“The Climate Stewardship Act wisely looks to those people with the greatest potential to take care of our soil, water and climate: farmers,” said Jennifer Fahy, Communications Director, Farm Aid. “Investing in conservation programs that farmers already use but which are chronically underfunded and oversubscribed is a win-win. And when more farmers are able to adopt sustainable practices, we reap the additional benefit of increasing the resilience of farms, safeguarding our climate and our food system.”

Echoing the spirit of the New Deal, the Climate Stewardship Act would turn environmental restoration into economic recovery, creating hundreds of thousands of jobs across our cities and rural communities”,  said Jad Daley, CEO & President, American Forests. “We especially appreciate that with 100 million trees to be planted in urban areas by 2030, this vital legislation delivers an unprecedented push on Tree Equity for the socioeconomically disadvantaged neighborhoods that are systematically lacking in trees all across America. That is a life-or-death matter today, because climate change is dramatically increasing heat-related illness and loss of life in these communities.

 “A farmer’s number one business partner is the weather,” said Wes Shoemyer, Family Farm Action Board Member and Missouri Farmer. “Farmers know the climate is changing, and as stewards of the land and producers of our food, they need strong support to maintain these vital resources. The Climate Stewardship Act will give farmers a fighting chance to make an honest living and support them as they continue to feed this country. Farmers don’t need never-ending bailouts, they need smart policies like this one that will help them adapt and grow to meet the new challenges climate change is sending their way.”  

“Farmers are already reeling from the effects of climate change,” said Colin O’Neil, Legislative Director, Environmental Working Group.  “The investments proposed in the Climate Stewardship Act will not only help reduce greenhouse gas emissions from farming but will also help farmers better withstand the impacts of severe weather. We applaud Sen. Booker and Rep. Spanberger for their leadership.”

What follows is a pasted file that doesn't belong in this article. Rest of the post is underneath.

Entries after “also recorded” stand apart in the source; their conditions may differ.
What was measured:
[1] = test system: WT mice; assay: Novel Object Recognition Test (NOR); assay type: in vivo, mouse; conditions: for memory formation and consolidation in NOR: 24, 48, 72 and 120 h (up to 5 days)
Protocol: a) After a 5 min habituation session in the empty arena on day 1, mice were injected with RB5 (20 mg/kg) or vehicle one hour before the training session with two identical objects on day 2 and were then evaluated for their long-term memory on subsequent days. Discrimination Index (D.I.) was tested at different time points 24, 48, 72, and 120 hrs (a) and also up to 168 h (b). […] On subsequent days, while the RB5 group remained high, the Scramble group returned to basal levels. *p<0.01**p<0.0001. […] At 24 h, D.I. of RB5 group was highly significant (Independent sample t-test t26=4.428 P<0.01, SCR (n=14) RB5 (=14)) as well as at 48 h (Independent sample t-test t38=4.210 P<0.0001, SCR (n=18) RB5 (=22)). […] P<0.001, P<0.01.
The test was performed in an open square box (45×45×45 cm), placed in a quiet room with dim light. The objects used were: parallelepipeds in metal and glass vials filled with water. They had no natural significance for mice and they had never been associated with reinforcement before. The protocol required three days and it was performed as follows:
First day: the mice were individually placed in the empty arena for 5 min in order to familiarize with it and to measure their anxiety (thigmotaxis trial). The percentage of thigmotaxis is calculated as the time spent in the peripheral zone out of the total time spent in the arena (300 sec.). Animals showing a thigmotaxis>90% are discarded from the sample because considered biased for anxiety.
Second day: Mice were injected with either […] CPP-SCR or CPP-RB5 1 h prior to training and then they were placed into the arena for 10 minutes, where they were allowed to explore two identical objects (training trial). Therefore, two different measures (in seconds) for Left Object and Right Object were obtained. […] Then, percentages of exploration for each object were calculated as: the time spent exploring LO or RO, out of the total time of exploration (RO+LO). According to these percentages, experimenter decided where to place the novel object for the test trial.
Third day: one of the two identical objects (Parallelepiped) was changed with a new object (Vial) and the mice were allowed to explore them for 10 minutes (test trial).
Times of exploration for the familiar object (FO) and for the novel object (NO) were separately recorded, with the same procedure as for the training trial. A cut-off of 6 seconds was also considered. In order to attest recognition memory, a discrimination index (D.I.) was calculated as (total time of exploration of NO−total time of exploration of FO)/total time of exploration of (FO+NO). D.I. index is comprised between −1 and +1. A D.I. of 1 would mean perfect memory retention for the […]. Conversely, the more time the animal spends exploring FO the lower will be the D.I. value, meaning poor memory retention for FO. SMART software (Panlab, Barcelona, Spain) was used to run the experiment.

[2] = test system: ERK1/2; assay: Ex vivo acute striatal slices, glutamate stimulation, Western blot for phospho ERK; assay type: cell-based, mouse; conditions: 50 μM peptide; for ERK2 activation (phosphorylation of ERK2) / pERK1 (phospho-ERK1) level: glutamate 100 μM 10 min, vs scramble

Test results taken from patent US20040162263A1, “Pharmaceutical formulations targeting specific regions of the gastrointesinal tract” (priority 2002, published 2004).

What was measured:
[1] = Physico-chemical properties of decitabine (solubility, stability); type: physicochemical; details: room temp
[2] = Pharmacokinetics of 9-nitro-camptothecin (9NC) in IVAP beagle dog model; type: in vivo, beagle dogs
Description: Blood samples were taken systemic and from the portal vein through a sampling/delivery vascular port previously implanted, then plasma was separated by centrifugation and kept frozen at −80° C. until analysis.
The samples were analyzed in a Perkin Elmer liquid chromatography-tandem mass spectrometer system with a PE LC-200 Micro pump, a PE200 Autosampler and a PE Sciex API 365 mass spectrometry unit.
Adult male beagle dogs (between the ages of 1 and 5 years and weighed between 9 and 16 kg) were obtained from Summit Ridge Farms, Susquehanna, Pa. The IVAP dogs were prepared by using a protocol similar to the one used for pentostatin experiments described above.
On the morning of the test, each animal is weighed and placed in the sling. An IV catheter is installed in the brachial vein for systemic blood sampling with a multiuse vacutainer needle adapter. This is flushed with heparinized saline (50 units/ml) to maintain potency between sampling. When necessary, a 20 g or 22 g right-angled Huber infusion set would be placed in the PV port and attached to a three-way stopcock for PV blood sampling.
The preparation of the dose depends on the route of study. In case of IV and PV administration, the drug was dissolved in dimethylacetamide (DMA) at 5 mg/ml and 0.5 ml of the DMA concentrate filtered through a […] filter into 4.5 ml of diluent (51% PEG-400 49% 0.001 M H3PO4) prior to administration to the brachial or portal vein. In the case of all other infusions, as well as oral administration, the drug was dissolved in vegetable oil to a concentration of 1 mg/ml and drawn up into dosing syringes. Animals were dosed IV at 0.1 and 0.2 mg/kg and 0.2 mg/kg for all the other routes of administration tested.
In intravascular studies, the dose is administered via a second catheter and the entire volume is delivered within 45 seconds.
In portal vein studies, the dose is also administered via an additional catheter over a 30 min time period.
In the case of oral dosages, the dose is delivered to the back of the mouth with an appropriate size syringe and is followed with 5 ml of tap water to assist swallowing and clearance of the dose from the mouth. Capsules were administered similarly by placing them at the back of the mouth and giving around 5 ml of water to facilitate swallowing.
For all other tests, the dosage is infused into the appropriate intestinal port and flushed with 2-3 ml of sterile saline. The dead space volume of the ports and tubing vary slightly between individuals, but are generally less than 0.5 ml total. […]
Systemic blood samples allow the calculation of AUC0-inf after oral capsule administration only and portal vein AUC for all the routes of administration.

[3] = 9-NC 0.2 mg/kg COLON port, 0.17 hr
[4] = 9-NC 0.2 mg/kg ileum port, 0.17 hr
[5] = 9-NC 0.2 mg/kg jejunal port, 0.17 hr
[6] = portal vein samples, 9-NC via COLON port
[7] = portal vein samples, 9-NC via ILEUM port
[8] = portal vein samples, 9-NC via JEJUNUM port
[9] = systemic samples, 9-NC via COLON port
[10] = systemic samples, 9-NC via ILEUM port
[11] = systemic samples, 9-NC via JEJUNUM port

The Climate Stewardship Act would also plant billions of trees to revive deforested landscapes, reestablish the Civilian Conservation Corps — one of the New Deal’s most popular programs, restore over two million acres of coastal wetlands, and invest in renewable energy for farmers and rural small businesses in the spirit of the New Deal’s Rural Electrification Act, which provided low-cost loans to help bring electricity to rural America. 

The bicameral legislation is also cosponsored by U.S. Senator Kirsten Gillibrand (D-NY).

For more information on the Climate Stewardship Act, see the section-by-section here and the full text here. The endorsement list from the bill’s original introduction in 2019 can be found here


The Conservation and Forestry Subcommittee is responsible for legislation related to soil conservation, resource management, forestry, and water quality. In her role as Chair, Spanberger is working to advance priorities on the Subcommittee that are important to Central Virginia’s crop and livestock producers, including issues related to improving soil health and water quality. As Chair of the Subcommittee, she is also focused on examining how farmers can balance conservation programs and climate-smart practices with the need to grow their businesses.

Last year, Spanberger introduced the bipartisan Growing Climate Solutions Act, which would break down barriers for farmers, ranchers, and foresters interested in participating in carbon markets and to reward them for embracing climate-smart practices.

And in February 2021, during the first House Agriculture Committee hearing of the new Congress, Spanberger called on lawmakers to recognize the valuable perspectives of farmers on conservation issues and bring them to the table in policy discussions related to the climate crisis. She also highlighted the demonstrated record of crop and livestock producers contributing to successful, voluntary conservation efforts — and she urged her colleagues to listen to their feedback when discussing steps to combat the threat of climate change.